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The team of scientists dispatched by the United Nations to Kosovo and Serbia to study the impact of the conflict on the country's ecology has found serious environmental consequences and potential threats to human health, the team's leader said Thursday.

The team from the joint Balkans Task Force of two UN agencies -- the UN Environmental Programme and the UN Centre for Human Settlements (HABITAT) -- concluded a 10-day tour in late July of the industrial sites hardest hit during the NATO bombing campaign.

Speaking at a news conference at UN Headquarters, Pekka Haavisto, said his group had found toxic and hazardous chemicals, including mercury, at several locations in Kosovo and Serbia.

He stressed that immediate protective actions were needed to ensure that the chemicals did not cause further environmental degradation, such as ground water contamination, or threaten the well-being of workers already rebuilding some facilities.

Pekka Haavisto

Mr. Haavisto said international humanitarian assistance could be provided to address the pressing environmental concerns at locations inside Serbia, which was not receiving international assistance for reconstruction.

"It's common sense that efforts be made to avoid further environmental or human health problems, which could be totally separate from reconstruction," Mr. Haavisto said.

A second team of scientists will visit the area later this month to assess the condition of the Danube, the impact of the bombing on biodiversity, and long-term health consequences. The teams' official findings and recommendations will be submitted to Secretary-General Kofi Annan in September or October.

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Despite two new security incidents, efforts to register voters for the upcoming ballot to decide East Timor's future continued successfully, with a large turnout of internally displaced people expected in the next two days, a UN spokesman said Thursday.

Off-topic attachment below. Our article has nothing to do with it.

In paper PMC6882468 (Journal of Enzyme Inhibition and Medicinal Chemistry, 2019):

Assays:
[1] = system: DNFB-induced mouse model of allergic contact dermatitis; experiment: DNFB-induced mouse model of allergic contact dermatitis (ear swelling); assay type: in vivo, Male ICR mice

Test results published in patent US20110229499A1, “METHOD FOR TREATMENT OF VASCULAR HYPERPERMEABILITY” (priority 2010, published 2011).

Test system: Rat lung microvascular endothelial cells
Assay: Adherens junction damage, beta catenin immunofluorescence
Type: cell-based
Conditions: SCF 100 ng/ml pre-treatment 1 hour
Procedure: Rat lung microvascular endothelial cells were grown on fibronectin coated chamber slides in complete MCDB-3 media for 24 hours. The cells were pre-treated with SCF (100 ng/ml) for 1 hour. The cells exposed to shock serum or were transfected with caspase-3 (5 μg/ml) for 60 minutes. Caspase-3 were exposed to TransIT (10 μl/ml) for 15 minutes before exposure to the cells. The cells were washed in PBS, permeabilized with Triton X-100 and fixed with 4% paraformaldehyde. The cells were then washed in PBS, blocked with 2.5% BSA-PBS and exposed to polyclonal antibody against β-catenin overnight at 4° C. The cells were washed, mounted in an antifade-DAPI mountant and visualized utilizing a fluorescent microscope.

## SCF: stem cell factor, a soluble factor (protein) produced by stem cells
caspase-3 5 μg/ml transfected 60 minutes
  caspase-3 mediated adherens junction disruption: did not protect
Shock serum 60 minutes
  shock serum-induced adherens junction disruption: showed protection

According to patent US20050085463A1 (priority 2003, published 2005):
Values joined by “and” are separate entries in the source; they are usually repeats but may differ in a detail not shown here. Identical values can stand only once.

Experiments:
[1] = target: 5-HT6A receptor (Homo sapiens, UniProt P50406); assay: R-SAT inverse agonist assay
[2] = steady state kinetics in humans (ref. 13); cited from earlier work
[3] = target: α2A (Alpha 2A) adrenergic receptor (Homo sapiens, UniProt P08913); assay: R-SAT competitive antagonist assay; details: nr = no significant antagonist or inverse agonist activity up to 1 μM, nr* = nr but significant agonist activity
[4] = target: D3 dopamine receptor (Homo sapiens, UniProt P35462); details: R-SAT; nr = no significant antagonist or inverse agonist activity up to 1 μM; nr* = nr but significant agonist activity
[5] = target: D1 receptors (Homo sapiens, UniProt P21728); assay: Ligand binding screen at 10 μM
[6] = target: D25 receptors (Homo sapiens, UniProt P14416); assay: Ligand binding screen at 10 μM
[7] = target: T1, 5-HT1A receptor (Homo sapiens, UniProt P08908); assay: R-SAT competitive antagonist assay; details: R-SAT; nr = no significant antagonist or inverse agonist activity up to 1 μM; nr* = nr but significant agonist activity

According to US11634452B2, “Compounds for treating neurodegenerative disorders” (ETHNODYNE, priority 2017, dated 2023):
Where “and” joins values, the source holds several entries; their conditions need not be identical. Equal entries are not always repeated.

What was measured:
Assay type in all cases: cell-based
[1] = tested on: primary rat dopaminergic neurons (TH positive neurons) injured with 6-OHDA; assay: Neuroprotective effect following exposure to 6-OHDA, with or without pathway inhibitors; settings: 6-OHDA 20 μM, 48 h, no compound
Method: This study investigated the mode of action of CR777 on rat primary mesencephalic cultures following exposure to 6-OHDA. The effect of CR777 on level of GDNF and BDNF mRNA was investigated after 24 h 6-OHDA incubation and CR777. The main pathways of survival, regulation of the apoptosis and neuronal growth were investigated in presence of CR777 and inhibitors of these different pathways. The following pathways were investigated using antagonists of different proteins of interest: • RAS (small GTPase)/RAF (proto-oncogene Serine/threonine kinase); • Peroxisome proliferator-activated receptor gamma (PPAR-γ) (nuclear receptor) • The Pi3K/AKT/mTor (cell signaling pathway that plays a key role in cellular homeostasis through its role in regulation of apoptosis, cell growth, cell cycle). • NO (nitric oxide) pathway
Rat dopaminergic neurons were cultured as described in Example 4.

In the first episode, some 20 men believed to be local militia attacked a group of students in front of a registration site in Suai. According to a UN civilian police officer who was there, the mob overturned plastic seating and began hurling chunks of concrete at UN mission staff. The attack lasted no more than six minutes before the mob fled and the civilian police restored calm.

In Maliana, a second large group of people surrounded the registration site and refused to allow UN staff to leave, the spokesman said. Eventually, through negotiations, the staff were allowed to leave. Senior staff from the UN Mission in East Timor (UNAMET) will visit both sites Friday to learn more.

UNAMET reported, however, that it had successfully signed up hundreds of prisoners and internally displaced people for the 30 August ballot. Almost 600 people came down from the hills to registration centres in Maliana after UNAMET civilian police and military liaison officers teamed with Indonesian police to secure the area.

Continued large turnouts of displaced people in the western region were anticipated for the extra two days of registration given to those inside East Timor, a UNAMET spokesman said.

The UN mission had also registered more than 250 prisoners in six prisons throughout East Timor. In Surabaya, more than ten prisoners were taken to the registration centre there to register to vote.

As of 3 August, 428,180 people had registered, with 416,812 of those people inside East Timor itself. Registration is scheduled to end 6 August for people in East Timor and 8 August for those living abroad.

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Secretary-General Kofi Annan has welcomed the recommendations of the Tokyo Forum for Nuclear Non-Proliferation and Disarmament contained in the group's report "Facing Nuclear Dangers: An Action Plan for the 21st Century."

In a press statement issued after his meeting Wednesday with the Forum's Co-Chairmen, Mr. Annan commended the initiative of the Japanese Government to assemble the group of international experts to address the urgent issues of nuclear disarmament and nuclear proliferation.

Mr. Annan said he hoped the international community would study the recommendations with a view to reducing and eliminating nuclear weapons in the world.

During the visit to UN Headquarters in New York, one of the Tokyo Forum's Co-Chairs, former UN Under-Secretary-General Yasushi Akashi, told a press conference that experts participating in the Forum had concluded that the international community was at a very dangerous point.

"Either we will be able to strengthen the nuclear non-proliferation regime or we will face the danger of re-evaluated nuclear weapons spreading to many parts of the world," he said.